Illicit Marketing Practices of UK, Swedish Pharmaceutical Companies Outlined

Shai Mulinari  Researcher, PhD Sociology, Lund University Interview with:
Shai Mulinari  Researcher, PhD

Sociology, Lund University

Medical Research: What is the background for this study? What are the main findings?

Dr. Mulinari : Over the past decade, several so-called whistleblower cases have spotlighted the illicit marketing practices of pharmaceutical companies in the US but relatively few similar cases have been brought in Europe. The reason for this discrepancy is unclear but one possibility is that the wider use of self-regulation in Europe encourages companies to comply with drug promotion rules and deters illicit conduct. But to date self-regulation of medicines promotion has been poorly studied.

We therefore investigated pharmaceutical industry self-regulation in the UK and Sweden. These are two countries often cited as places where self-regulation is effective. One of things that we found was that between 2004 and 2012 the Swedish and UK self-regulatory bodies ruled that 536 and 597 cases, respectively, were in breach of the country’s rules on medicines promotion; many of the violations in both countries concerned misleading claims about a drug’s effects. This equates to an average of more than one case per week in each country.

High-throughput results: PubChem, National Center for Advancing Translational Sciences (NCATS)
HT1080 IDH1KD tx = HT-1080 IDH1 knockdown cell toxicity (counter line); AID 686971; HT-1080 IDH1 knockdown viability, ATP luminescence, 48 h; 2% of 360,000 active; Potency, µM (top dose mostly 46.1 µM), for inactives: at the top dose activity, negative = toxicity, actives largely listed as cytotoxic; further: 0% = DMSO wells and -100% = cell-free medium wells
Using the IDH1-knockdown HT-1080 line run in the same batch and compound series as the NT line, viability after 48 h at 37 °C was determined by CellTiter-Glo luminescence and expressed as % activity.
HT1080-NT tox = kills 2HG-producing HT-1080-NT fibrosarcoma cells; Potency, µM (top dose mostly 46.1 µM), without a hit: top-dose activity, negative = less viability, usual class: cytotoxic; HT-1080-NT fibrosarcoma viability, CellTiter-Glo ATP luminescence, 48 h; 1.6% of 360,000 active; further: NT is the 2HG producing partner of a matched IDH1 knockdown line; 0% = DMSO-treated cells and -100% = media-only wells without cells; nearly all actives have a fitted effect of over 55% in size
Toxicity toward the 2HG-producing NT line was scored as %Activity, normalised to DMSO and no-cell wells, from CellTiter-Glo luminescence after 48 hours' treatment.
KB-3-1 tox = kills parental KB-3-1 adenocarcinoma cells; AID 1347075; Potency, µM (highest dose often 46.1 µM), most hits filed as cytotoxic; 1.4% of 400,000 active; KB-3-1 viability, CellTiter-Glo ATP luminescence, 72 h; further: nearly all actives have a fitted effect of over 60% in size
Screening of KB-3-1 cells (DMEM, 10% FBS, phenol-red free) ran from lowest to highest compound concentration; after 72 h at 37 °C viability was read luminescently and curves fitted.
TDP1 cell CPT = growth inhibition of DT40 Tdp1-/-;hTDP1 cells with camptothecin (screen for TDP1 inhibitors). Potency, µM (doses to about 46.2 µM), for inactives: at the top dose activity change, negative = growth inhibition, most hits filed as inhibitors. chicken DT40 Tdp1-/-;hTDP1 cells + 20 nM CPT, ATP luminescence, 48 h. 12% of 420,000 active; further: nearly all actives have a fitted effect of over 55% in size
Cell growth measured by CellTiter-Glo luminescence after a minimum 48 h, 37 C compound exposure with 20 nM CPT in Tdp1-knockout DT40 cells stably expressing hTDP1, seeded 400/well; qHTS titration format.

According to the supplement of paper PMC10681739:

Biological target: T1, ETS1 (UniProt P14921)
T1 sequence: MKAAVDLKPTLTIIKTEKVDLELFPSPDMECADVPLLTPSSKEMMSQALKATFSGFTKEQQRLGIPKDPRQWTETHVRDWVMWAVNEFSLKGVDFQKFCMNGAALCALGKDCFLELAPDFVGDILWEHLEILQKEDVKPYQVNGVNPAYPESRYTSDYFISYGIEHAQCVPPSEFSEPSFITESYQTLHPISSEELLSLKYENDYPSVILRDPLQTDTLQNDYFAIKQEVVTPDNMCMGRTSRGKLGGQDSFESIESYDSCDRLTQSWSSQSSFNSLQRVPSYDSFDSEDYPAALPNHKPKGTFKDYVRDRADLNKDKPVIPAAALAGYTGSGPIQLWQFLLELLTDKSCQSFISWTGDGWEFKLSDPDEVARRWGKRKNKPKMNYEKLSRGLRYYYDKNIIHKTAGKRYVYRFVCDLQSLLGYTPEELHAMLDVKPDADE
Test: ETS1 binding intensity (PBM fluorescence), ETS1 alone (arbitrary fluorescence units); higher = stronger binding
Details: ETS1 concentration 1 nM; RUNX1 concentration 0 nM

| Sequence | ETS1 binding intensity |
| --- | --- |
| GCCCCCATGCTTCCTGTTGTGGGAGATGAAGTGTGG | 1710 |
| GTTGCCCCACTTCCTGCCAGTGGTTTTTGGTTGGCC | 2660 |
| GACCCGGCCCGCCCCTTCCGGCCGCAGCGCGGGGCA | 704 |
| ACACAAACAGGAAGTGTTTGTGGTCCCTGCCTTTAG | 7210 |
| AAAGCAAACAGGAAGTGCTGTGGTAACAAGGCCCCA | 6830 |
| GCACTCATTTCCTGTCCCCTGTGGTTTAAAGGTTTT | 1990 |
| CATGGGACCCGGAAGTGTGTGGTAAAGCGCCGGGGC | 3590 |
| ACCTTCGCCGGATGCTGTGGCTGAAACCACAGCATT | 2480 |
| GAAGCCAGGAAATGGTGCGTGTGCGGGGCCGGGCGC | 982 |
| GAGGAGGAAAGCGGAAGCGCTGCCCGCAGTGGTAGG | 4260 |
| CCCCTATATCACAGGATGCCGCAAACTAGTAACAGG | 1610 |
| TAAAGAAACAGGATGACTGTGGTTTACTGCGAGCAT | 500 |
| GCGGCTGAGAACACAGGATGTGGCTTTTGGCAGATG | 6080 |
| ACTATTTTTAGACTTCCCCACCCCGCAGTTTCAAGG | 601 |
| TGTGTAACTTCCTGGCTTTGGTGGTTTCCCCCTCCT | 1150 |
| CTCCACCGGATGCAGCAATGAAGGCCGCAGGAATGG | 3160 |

Charges incurred by companies because of these violations were equivalent to about 0.014% and 0.0051% of annual sales revenue in Sweden and the UK, respectively. Notably, nearly 20% of the cases in breach of the code of conduct in both countries were serious breaches.

Medical Research: What should clinicians and patients take away from your report?

Dr. Mulinari : The prevalence and severity of breaches testifies to a discrepancy between the ethical standard codified in industry codes of conduct and the actual conduct of the industry. Clinicians and patients should therefore always take a critical stance regarding pharmaceutical industry marketing practices. I also want to stress the importance of reporting potential industry misconduct to the regulatory bodies responsible for the oversight of marketing activities.

Medical Research: What recommendations do you have for future research as a result of this study?

Dr. Mulinari : Future studies need to assess the effectiveness of various policies for improving industry behaviour, such as larger fines for violations and giving greater publicity to rulings. There is also a need to investigate promotion and its regulation in other countries.


Complaints, Complainants, and Rulings Regarding Drug Promotion in the United Kingdom and Sweden 2004–2012: A Quantitative and Qualitative Study of Pharmaceutical Industry Self-Regulation

Anna V. Zetterqvist, Juan Merlo, Shai Mulinari

[wysija_form id=”1″] Interview with:, Shai Mulinari Researcher, PhD, & Sociology, Lund University (2015). Illicit Marketing Practices of UK, Swedish Pharmaceutical Companies Outlined

Last Updated on February 19, 2015 by Marie Benz MD FAAD